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Developing Your Child's Self-Esteem

Healthy self-esteem is an important part of a child's armor against the challenges of the world. Kids who feel good about themselves seem to have an easier time handling conflicts and resisting negative pressures. They tend to smile more readily and enjoy life. These kids are realistic and generally optimistic.

In contrast, for children who have low self-esteem, challenges can become sources of major anxiety and frustration. Children who think poorly about their abilities have a hard time finding solutions to problems. The more they have self-critical thoughts and self-doubts, such as "I'm no good" or "I can't do anything right," the more likely they may become passive, withdrawn or depressed. Faced with a new challenge, their immediate response is "I can't." Read on to discover the important role you can play in promoting healthy self-esteem in your child.

Signs of Healthy and Unhealthy Self-Esteem
Self-esteem can be defined as a combination of feeling loved and capable. A child who is happy with his/her achievements but does not feel loved may eventually experience low self-esteem. Likewise, a child who feels loved but is hesitant about his/her own abilities can also end up feeling poorly about himself. Healthy self-esteem results when both aspects are achieved.

Self-esteem fluctuates as a child grows. It is frequently changed and fine-tuned, as it is affected by a child's experiences and new perceptions. It helps for parents to be aware of the signs of both healthy and unhealthy self-esteem.

A child who has healthy self-esteem tends to enjoy interacting with others. She's comfortable in social settings and enjoys group activities as well as independent pursuits. She's willing to pursue new interests. When challenges arise, she is able to work toward finding solutions. She voices discontent without belittling herself or others. For example, rather than saying, "I'm an idiot," she says, "I don't understand this." She knows her strengths and weaknesses, and accepts them. A sense of optimism prevails.

A child who has unhealthy self-esteem may not want to try new things. He frequently speaks negatively about himself, saying such things as, "I'm stupid," "I'll never learn how to do this," or "What's the point? Nobody cares about me anyway." He exhibits a low tolerance for frustration, giving up easily or waiting for someone else to take over. Children with low self-esteem see temporary setbacks as permanent and intolerable conditions, in part because these setbacks seem like a pattern to them. Children with low self-esteem may not expect much from others, such as invitations to do things together. A sense of pessimism predominates.

What Parents Can Do to Help
How can a parent help to foster healthy self-esteem in a child? Here are some tips that can make a big difference:

  • Watch what you say. Children are very sensitive to parents' words. Remember to praise your child not only for a job well done, but also for their effort. But be truthful. For example, if your child doesn't make the soccer team, avoid saying something like, "Well, next time you'll work harder and make it." Instead, say something like, "Well, you didn't make the team, but I'm really proud of the effort you put into it." Reward effort and completion instead of outcome.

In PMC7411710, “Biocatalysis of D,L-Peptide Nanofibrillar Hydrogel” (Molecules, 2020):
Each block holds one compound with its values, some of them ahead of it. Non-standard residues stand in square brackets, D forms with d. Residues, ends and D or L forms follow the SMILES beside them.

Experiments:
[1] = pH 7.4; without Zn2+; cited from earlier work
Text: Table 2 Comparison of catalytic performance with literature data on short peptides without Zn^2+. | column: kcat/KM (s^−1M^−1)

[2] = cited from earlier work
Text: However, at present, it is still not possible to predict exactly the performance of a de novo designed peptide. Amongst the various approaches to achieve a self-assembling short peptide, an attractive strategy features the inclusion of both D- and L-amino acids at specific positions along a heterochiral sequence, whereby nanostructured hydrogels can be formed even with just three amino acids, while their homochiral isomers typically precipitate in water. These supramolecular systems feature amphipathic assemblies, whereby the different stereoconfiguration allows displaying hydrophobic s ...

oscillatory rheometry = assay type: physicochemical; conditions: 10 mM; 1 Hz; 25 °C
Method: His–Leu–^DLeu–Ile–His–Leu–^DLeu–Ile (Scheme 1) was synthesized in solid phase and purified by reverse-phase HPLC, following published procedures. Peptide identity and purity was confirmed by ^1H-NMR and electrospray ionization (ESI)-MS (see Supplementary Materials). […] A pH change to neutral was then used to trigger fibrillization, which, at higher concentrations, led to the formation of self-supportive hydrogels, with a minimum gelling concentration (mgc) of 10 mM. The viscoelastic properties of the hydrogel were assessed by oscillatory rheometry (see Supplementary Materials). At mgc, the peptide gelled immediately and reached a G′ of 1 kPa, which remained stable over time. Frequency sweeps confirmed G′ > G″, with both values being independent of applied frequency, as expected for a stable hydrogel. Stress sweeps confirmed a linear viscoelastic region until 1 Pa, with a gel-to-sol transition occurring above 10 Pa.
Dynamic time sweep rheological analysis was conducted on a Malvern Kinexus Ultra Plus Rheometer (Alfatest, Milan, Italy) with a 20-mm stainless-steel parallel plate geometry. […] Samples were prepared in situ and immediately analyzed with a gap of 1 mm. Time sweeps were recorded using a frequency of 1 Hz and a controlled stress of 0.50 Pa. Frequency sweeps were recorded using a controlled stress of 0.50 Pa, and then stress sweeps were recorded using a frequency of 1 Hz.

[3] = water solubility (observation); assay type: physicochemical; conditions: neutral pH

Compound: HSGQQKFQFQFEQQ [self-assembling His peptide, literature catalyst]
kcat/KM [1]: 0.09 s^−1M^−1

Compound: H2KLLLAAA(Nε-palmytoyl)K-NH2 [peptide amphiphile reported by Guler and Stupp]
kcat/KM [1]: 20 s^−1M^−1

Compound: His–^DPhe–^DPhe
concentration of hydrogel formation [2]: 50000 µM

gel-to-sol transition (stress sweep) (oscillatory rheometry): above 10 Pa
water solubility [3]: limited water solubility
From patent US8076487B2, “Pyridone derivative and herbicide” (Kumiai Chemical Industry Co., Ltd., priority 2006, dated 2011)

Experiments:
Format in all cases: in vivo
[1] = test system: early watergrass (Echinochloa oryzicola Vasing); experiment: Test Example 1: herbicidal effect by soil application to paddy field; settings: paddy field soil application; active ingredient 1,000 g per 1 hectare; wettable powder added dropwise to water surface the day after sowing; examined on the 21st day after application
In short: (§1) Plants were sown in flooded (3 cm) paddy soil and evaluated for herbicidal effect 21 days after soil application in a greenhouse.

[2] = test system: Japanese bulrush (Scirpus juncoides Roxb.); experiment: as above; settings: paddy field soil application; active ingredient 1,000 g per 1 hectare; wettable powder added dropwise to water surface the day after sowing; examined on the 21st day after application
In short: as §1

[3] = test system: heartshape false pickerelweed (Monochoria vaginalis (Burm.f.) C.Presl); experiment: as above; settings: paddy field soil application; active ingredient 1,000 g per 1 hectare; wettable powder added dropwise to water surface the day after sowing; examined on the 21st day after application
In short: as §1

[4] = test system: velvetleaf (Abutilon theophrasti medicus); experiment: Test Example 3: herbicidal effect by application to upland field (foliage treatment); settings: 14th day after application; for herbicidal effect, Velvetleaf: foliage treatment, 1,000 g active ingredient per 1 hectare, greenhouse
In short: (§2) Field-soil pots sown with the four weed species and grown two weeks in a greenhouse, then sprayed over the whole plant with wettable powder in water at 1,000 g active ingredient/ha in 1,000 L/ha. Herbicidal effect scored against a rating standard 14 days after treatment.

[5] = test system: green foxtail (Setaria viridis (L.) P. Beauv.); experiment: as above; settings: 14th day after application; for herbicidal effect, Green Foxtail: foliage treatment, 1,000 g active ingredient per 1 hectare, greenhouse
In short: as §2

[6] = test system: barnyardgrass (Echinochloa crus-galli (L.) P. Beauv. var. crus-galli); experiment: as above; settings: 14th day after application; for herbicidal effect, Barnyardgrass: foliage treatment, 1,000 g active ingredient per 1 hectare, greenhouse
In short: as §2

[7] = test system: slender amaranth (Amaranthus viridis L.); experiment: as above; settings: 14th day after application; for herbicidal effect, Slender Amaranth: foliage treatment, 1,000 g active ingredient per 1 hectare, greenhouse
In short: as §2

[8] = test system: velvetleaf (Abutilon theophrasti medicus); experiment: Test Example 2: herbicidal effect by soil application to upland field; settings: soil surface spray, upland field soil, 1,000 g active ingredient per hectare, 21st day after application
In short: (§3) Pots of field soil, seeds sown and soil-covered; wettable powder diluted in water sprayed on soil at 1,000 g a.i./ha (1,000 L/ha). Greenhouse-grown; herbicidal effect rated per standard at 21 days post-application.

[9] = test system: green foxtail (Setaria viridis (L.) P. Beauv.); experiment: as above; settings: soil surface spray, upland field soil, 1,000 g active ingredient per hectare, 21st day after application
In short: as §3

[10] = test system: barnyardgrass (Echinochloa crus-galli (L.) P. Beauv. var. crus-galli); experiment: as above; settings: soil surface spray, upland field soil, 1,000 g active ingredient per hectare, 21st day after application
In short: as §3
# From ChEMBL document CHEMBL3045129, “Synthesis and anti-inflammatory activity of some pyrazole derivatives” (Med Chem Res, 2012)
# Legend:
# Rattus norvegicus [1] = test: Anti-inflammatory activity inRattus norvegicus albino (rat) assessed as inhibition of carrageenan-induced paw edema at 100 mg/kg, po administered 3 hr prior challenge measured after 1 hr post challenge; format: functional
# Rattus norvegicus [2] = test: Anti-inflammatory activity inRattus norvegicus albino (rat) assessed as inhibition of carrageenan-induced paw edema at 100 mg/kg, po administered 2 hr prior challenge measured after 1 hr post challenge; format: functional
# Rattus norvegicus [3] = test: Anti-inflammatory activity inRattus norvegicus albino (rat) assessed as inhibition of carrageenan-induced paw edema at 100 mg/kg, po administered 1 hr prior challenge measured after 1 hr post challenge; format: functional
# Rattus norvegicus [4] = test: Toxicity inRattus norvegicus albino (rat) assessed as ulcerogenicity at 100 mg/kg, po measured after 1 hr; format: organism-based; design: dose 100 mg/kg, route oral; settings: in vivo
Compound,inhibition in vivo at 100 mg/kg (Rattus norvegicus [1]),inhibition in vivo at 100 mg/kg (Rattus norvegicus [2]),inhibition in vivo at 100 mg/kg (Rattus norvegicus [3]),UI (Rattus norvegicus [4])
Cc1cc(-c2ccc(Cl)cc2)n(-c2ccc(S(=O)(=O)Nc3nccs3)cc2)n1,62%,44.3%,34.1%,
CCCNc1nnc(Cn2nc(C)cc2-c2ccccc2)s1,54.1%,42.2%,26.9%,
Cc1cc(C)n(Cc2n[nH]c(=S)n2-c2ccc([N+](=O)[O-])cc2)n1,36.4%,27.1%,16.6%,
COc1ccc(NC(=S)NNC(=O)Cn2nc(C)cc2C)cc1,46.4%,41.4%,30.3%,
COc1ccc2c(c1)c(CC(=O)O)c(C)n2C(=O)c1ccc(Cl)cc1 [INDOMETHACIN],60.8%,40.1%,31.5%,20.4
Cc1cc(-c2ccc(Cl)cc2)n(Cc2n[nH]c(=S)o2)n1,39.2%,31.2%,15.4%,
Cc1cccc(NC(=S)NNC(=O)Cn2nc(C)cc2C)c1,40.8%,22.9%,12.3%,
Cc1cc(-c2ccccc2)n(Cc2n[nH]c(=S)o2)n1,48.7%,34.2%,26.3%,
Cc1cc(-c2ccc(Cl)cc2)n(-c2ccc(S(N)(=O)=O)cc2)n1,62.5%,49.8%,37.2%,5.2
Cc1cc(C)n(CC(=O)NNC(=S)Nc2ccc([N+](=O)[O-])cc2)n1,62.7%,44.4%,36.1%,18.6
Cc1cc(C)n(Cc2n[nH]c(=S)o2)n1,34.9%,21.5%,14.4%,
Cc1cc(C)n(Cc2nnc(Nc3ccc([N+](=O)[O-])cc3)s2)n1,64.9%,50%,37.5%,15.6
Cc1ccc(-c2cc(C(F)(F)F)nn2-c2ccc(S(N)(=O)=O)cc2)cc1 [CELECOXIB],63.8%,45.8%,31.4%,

• Be a positive role model. If you are excessively harsh on yourself, pessimistic or unrealistic about your abilities and limitations, your child may eventually mirror you. Nurture your own self-esteem, and your child will have a great role model. If something bad happens, don't make general negative statements about others, such as, "People are mean" or "You can't count on anybody." Your child may not realize that your statements are stronger than how you really feel.
  • Identify and redirect your child's inaccurate beliefs. A child who is a good softball player, but strikes out sometimes may say, " I'm no good at softball. I always strike out." Not only is this a false generalization, it's also a belief that will set him up for failure. Encourage your child to see the situation in its true light. A helpful response might be, "You are a good softball player. You have a great throwing arm and run the bases really fast. You just need to spend more time on your swing. We'll work on it together."
  • Be spontaneous and affectionate with your child. Your love will go a long way to boost your child's self-esteem. Give her hugs. Tell her you're proud of her. Leave a note in her lunch box that reads, "I think you're terrific!" Give praise frequently and honestly, without overdoing it. Kids can tell whether something comes from the heart.
  • Give positive, accurate feedback. A comment such as, "You always eat too much," may cause a child to start believing it. A better statement is, "I noticed you snacked a lot after school today, but then you chose an apple for dessert tonight. That's one good way to make sure you don't eat too much." This encourages her to make a healthy choice again next time.
  • Help your child become involved in constructive experiences. Activities that encourage cooperation rather than competition are especially helpful in fostering self-esteem. For example, mentoring programs in which an older child helps a younger one practice a favorite sport can do wonders for both children.
  • Consider professional help. If your child has low self-esteem, he or she may benefit from talking with a professional. Ask your child's doctor or your religious advisor for a referral to a therapist, clinical psychologist or mental health counselor who specializes in children's issues.

For information on psychology and self-esteem issues, go to the American Psychological Association's help center.

For kid-friendly information on self-esteem:
Self-Esteem and You!

Reviewed by the Scientific Advisory Panel, 2006